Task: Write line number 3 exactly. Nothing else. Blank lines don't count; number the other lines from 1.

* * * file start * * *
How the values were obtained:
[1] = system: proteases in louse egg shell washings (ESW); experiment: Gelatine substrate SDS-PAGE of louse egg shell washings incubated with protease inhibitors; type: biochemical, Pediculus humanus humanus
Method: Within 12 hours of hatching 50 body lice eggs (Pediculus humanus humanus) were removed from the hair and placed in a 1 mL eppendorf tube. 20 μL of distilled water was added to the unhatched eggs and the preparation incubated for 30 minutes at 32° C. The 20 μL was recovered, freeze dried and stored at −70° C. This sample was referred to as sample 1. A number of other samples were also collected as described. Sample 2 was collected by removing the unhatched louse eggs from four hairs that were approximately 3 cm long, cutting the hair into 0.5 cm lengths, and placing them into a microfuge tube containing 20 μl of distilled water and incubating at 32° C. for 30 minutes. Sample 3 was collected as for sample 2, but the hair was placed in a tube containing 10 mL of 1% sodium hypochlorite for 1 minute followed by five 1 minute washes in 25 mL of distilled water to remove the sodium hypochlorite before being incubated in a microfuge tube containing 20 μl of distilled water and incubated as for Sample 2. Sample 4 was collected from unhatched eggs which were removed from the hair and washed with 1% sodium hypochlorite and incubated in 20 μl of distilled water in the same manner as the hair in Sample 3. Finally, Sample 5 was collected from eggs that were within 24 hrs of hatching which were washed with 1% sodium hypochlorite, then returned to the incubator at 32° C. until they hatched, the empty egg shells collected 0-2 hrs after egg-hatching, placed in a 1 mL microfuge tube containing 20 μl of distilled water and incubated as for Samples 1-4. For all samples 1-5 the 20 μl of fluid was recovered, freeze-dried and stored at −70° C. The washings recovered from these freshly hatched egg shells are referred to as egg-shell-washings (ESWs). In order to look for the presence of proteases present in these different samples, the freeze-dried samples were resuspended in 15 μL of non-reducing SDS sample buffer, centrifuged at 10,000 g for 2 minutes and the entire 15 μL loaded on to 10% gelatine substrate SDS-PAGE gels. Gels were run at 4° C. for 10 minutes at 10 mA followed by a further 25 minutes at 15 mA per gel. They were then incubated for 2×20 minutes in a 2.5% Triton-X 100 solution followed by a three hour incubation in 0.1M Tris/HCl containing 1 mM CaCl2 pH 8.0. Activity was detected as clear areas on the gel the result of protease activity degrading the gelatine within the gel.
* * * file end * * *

Method: Within 12 hours of hatching 50 body lice eggs (Pediculus humanus humanus) were removed from the hair and placed in a 1 mL eppendorf tube. 20 μL of distilled water was added to the unhatched eggs and the preparation incubated for 30 minutes at 32° C. The 20 μL was recovered, freeze dried and stored at −70° C. This sample was referred to as sample 1. A number of other samples were also collected as described. Sample 2 was collected by removing the unhatched louse eggs from four hairs that were approximately 3 cm long, cutting the hair into 0.5 cm lengths, and placing them into a microfuge tube containing 20 μl of distilled water and incubating at 32° C. for 30 minutes. Sample 3 was collected as for sample 2, but the hair was placed in a tube containing 10 mL of 1% sodium hypochlorite for 1 minute followed by five 1 minute washes in 25 mL of distilled water to remove the sodium hypochlorite before being incubated in a microfuge tube containing 20 μl of distilled water and incubated as for Sample 2. Sample 4 was collected from unhatched eggs which were removed from the hair and washed with 1% sodium hypochlorite and incubated in 20 μl of distilled water in the same manner as the hair in Sample 3. Finally, Sample 5 was collected from eggs that were within 24 hrs of hatching which were washed with 1% sodium hypochlorite, then returned to the incubator at 32° C. until they hatched, the empty egg shells collected 0-2 hrs after egg-hatching, placed in a 1 mL microfuge tube containing 20 μl of distilled water and incubated as for Samples 1-4. For all samples 1-5 the 20 μl of fluid was recovered, freeze-dried and stored at −70° C. The washings recovered from these freshly hatched egg shells are referred to as egg-shell-washings (ESWs). In order to look for the presence of proteases present in these different samples, the freeze-dried samples were resuspended in 15 μL of non-reducing SDS sample buffer, centrifuged at 10,000 g for 2 minutes and the entire 15 μL loaded on to 10% gelatine substrate SDS-PAGE gels. Gels were run at 4° C. for 10 minutes at 10 mA followed by a further 25 minutes at 15 mA per gel. They were then incubated for 2×20 minutes in a 2.5% Triton-X 100 solution followed by a three hour incubation in 0.1M Tris/HCl containing 1 mM CaCl2 pH 8.0. Activity was detected as clear areas on the gel the result of protease activity degrading the gelatine within the gel.